Although ligers are more commonly found than tigons today, in At Home In The Zoo (1961), Gerald Iles wrote “For the record I must say that I have never seen a liger, a hybrid obtained by crossing a lion with a tigress. They seem to be even rarer than tigons.” Size and growth Imprinted genes may be a factor contributing to liger size. These are genes that may or may not be expressed depending on the parent they are inherited from, and that occasionally play a role in issues of hybrid growth. For example, in some mice species crosses, genes that are expressed only when maternally-inherited cause the young to grow larger than is typical for either parent species. This growth is not seen in the paternal species, as such genes are normally “counteracted” by genes inherited from the female of the appropriate species.
The tiger produces a hormone that sets the fetal liger on a pattern of growth that does not end throughout its life. The hormonal hypothesis is that the cause of the male liger’s growth is its sterility — essentially, the male liger remains in the pre-pubertal growth phase. This is not upheld by behavioural evidence – despite being sterile, many male ligers become sexually mature and mate with females. Male ligers also have the same levels of testosterone ng/dl on average as an adult male lion. In addition, female ligers also attain great size, weighing approximately 700 lb (320 kg) and reaching 10 feet (3.05 m) long on average, and are often fertile.
Fertility While male ligers are sterile, female ligers are fertile, and they can reproduce. Because only female ligers and tigons are fertile, a liger cannot reproduce with a tigon.
If a liger were to reproduce with a tiger, it would be called a ti-liger, and if it were to reproduce with a lion, it would be called a li-liger. The fertility of hybrid big cat females is well-documented across a number of different hybrids. This is in accordance with Haldane’s rule: in hybrids of animals whose gender is determined by sex chromosomes, if one gender is absent, rare or sterile, it is the heterogametic sex (the one with two different sex chromosomes e.g. X and Y).
According to Wild Cats of the World (1975) by C. A. W. Guggisberg, ligers and tigons were long thought to be sterile: In 1943, however, a fifteen-year-old hybrid between a lion and an ‘Island’ tiger was successfully mated with a lion at the Munich Hellabrunn Zoo. The female cub, although of delicate health, was raised to adulthood.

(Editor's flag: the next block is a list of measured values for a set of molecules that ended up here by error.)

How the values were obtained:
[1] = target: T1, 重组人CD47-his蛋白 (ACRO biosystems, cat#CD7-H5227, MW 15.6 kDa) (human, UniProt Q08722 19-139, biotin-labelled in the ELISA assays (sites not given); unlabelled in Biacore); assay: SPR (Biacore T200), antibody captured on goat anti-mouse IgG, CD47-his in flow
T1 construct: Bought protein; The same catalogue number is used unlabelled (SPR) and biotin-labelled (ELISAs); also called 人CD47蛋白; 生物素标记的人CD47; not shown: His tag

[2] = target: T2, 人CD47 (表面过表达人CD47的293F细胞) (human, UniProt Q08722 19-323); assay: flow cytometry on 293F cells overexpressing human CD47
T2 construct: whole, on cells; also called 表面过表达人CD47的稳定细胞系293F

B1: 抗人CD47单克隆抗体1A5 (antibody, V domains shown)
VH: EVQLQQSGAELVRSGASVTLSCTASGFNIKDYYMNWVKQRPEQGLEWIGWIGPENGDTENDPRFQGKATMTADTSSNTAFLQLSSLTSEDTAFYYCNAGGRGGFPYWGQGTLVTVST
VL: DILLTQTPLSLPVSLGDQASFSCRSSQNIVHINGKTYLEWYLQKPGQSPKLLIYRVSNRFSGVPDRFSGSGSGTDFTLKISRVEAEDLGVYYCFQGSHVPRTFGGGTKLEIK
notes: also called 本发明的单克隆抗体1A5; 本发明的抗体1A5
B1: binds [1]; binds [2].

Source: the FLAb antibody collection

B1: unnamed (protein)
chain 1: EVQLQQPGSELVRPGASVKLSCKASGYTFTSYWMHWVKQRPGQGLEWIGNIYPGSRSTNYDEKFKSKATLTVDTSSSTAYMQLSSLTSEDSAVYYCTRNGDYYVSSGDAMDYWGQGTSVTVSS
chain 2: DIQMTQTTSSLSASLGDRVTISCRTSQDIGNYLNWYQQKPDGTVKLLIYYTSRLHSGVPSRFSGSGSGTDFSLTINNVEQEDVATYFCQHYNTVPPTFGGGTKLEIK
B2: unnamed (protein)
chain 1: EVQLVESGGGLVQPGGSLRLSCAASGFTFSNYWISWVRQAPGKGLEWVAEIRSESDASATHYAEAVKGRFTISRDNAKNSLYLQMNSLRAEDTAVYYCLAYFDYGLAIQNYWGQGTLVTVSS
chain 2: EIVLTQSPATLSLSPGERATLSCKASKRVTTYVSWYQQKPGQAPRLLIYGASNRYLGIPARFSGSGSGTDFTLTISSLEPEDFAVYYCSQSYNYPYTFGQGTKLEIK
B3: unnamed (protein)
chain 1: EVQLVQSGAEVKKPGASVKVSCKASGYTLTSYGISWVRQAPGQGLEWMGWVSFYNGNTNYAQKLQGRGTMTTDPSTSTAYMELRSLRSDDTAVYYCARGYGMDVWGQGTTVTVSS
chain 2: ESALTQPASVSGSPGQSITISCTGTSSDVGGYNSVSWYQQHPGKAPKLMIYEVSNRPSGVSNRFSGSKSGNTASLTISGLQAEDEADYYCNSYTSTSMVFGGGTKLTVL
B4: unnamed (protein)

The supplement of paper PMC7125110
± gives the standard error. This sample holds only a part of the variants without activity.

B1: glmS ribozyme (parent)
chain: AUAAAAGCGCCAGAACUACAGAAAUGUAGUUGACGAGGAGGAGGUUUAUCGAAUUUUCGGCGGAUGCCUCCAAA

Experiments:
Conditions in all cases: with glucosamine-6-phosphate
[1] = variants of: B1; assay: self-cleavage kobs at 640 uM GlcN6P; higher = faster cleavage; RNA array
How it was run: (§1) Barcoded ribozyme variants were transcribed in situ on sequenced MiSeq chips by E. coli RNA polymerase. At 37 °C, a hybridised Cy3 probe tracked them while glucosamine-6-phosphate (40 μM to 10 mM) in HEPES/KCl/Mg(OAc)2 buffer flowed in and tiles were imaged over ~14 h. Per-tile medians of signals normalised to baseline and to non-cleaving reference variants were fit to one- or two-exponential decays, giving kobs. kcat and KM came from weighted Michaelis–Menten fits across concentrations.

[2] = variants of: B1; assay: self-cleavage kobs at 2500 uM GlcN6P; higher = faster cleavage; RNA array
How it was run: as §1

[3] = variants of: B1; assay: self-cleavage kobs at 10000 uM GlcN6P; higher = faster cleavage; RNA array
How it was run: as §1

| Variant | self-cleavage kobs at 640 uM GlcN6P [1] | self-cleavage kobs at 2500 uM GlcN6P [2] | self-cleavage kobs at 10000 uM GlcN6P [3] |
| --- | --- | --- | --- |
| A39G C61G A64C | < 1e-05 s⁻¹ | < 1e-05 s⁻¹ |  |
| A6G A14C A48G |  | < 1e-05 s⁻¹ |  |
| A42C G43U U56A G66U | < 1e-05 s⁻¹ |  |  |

Colors Ligers have a tiger-like striping pattern on a lion-like tawny background. In addition they may inherit rosettes from the lion parent (lion cubs are rosetted and some adults retain faint markings). These markings may be black, dark brown or sandy. The background color may be correspondingly tawny, sandy or golden. In common with tigers, their underparts are pale. The actual pattern and color depends on which subspecies the parents were and on the way in which the genes interact in the offspring.
White tigers have been crossed with lions to produce “white” (actually pale golden) ligers. In theory white tigers could be crossed with white lions to produce white, very pale or even stripeless ligers. A black liger would require both a melanistic tiger and a melanistic lion as parents. Very few melanistic tigers have ever been recorded, most being due to excessive markings (pseudo-melanism or abundism) rather than true melanism. No reports of black lions have ever been substantiated. A hypothetical procedure to breed black ligers is explained . The blue or Maltese Tiger is now unlikely to exist, making grey or blue ligers an impossibility. It is not impossible for a liger to be white, but it is very rare.
Zoo policies According to the Association of Zoos and Aquariums, accredited zoos frown on the practice of mixing two different species and have never bred ligers. Keeping the two species separate has always been standard procedure. However they have admitted that ligers have occurred by accident. Several AZA zoos are reported to have ligers. (information from Wikipedia)